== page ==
And it's also National Coming Out Day.
One of these, I'm more interested in. And it's not the one that has anything to do with banks & schools being closed.
Jason Boyett posted an article today that you should read: Bullied for Being Gay: A Friend's Story
It got me thinking. And I had this passage...or at least the idea behind it...rumbling in my brain because of his post:
Have nothing to do with the fruitless deeds of darkness, but rather expose them. For it is shameful to even mention what the disobedient do in secret. But everything exposed by the light becomes visible, for it is light that makes everything visible. This is why it is said: "Wake up, O sleeper, rise from the dead and Christ will shine on you."
-Ephesians 5:11-14I believe that the church has a large amount of darkness in it. That we have our sacred cows we don't want to tip, our dark corners that we don't want to shine light on.
Most of the time it's not even deliberate. It just happens. We fear repercussions. What people will think. What people will do in a response if we take a position that we feel may be unpopular.
It's easier to not take sides, to try and pretend that we don't actually have opinions, to shut down that voice inside of us that is screaming to speak up for hurting people.
And so a place that should be safe for people who are looking for support, an identity and a community of believers to walk alongside them; becomes instead another source of confusion, rejection and ultimately darkness.
I can't speak with the authority of someone who is immersed in the GLBT community. That's not who I am. I don't have many gay friends. I don't know many gay people. I mostly associate with people who look and act just like me.
Because it's comfortable.
"Everything exposed by the light becomes visible."
I think darkness being exposed by the light is beautiful. It reveals what was actually there...for real. Not the fears, hatreds, prejudices or expectations we believed were in the darkness; but what was really there instead.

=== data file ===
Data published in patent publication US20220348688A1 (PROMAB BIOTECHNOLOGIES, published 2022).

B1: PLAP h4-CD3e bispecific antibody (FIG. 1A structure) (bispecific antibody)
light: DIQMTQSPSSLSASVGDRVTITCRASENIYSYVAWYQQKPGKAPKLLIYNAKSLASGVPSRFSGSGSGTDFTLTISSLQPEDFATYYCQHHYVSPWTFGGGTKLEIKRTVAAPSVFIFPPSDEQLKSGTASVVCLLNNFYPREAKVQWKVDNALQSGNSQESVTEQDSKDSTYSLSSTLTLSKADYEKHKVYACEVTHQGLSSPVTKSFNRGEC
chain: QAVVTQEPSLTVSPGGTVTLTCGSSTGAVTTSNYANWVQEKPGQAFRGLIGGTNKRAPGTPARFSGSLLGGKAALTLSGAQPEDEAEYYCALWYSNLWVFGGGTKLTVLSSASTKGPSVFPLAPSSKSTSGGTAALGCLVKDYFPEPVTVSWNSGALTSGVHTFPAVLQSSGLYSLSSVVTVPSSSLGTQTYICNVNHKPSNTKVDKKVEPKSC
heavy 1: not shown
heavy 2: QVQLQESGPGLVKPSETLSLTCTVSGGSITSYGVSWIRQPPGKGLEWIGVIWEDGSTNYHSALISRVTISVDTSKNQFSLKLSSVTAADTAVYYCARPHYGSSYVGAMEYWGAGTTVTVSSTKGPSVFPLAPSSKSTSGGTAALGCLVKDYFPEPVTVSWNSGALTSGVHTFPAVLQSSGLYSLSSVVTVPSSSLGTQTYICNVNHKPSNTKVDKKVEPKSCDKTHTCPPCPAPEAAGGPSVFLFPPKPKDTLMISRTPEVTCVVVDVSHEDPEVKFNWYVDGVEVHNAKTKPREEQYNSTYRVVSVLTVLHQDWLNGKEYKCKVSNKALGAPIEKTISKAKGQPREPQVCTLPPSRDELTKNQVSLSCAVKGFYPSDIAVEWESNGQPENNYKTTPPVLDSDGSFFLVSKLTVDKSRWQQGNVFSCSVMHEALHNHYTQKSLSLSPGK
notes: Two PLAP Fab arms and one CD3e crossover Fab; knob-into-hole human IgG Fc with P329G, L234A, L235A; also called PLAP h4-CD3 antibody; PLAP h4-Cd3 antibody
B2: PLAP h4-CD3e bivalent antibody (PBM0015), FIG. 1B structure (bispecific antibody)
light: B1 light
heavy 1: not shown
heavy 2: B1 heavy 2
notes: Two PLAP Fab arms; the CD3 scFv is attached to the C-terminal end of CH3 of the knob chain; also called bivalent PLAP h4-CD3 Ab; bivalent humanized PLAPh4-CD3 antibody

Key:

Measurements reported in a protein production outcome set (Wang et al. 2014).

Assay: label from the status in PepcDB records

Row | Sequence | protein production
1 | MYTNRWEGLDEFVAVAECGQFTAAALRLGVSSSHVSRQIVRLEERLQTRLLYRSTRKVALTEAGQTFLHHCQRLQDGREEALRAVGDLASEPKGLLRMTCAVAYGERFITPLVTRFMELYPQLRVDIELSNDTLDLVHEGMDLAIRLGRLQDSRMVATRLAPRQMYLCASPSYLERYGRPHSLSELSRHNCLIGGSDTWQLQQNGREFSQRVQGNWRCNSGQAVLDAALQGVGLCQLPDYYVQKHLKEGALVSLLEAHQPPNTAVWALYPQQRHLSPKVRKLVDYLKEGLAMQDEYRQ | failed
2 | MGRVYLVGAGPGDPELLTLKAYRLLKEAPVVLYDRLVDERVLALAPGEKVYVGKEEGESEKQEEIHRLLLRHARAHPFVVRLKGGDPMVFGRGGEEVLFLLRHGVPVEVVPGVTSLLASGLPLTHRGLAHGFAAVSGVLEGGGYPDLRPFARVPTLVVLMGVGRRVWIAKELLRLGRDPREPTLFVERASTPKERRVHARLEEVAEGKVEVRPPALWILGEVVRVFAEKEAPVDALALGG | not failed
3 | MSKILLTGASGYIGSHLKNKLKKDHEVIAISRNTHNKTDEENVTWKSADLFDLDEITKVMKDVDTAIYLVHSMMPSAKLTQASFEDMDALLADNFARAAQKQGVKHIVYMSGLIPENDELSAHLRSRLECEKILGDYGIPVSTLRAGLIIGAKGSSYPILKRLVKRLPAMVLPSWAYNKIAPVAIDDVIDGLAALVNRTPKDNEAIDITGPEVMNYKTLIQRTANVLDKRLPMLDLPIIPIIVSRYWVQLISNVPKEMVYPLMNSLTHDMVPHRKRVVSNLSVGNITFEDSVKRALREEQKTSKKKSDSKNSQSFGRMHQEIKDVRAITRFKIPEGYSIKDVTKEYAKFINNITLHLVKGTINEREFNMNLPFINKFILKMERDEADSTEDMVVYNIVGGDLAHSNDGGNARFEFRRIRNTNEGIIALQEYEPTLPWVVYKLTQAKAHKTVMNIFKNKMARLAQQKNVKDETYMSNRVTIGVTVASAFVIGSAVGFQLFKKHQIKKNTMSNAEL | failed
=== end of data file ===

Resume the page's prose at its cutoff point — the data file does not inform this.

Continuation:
It allows us to see that maybe what we were so afraid of, wasn't worth being so terrified of in the first place. Sometimes, the darkness itself is far worse than what is hidden by it.
I believe that Jesus is all about exposing darkness, and revealing the truth behind it.
As followers of him, we should be too.
What that looks like for everyone will probably be different for whatever passions God has put in you. But I believe that collectively, as a church, we shouldn't allow the darkness around our brothers & sisters in the GLBT community.
We should be running in with our lights, exposing the truth behind the phobias and prejudices; revealing what's behind the darkness. Showing people that they don't need to hide who they are. Showing them that God is desperately seeking after them.
We need to be a community that allows people to bring who they really are to God, and not force them to pretend they're someone else to go on their journey.
I believe we need to be people who don't tolerate hatred, fear, hostility or bullying towards GLBT (or anyone for that matter).
I think that as individuals, and collectively as a body, we need to come out of our own darkness in support.
What do you think?